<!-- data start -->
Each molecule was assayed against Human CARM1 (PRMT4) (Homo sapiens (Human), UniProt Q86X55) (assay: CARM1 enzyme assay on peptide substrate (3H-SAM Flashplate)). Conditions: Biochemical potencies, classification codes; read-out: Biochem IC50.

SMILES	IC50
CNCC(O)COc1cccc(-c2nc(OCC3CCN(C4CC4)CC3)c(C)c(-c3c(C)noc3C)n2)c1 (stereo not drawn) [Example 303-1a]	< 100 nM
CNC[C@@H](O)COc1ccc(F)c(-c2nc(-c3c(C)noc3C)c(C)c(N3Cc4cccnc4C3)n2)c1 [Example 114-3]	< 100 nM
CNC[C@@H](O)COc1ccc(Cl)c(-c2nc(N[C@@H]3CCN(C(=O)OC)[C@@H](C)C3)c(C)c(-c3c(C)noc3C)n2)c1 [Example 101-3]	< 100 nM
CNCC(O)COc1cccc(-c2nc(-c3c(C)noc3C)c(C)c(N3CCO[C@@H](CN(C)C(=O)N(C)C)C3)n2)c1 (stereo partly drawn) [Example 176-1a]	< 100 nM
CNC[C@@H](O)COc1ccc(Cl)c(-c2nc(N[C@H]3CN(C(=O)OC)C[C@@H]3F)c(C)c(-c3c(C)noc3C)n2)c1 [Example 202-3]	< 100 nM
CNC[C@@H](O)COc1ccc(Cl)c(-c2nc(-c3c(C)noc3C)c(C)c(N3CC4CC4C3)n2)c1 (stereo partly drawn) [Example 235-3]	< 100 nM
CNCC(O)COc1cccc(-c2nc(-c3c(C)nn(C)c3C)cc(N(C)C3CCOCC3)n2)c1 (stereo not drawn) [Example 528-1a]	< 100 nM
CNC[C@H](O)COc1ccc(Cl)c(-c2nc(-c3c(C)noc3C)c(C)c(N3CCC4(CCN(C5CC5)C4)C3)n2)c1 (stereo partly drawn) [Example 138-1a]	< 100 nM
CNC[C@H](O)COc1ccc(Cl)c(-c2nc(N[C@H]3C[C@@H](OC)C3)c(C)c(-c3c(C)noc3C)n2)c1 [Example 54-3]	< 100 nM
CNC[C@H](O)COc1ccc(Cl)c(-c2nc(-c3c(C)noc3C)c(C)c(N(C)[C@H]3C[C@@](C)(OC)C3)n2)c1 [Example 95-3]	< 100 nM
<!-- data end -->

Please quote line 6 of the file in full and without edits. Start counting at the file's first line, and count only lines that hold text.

CNCC(O)COc1cccc(-c2nc(-c3c(C)noc3C)c(C)c(N3CCO[C@@H](CN(C)C(=O)N(C)C)C3)n2)c1 (stereo partly drawn) [Example 176-1a]	< 100 nM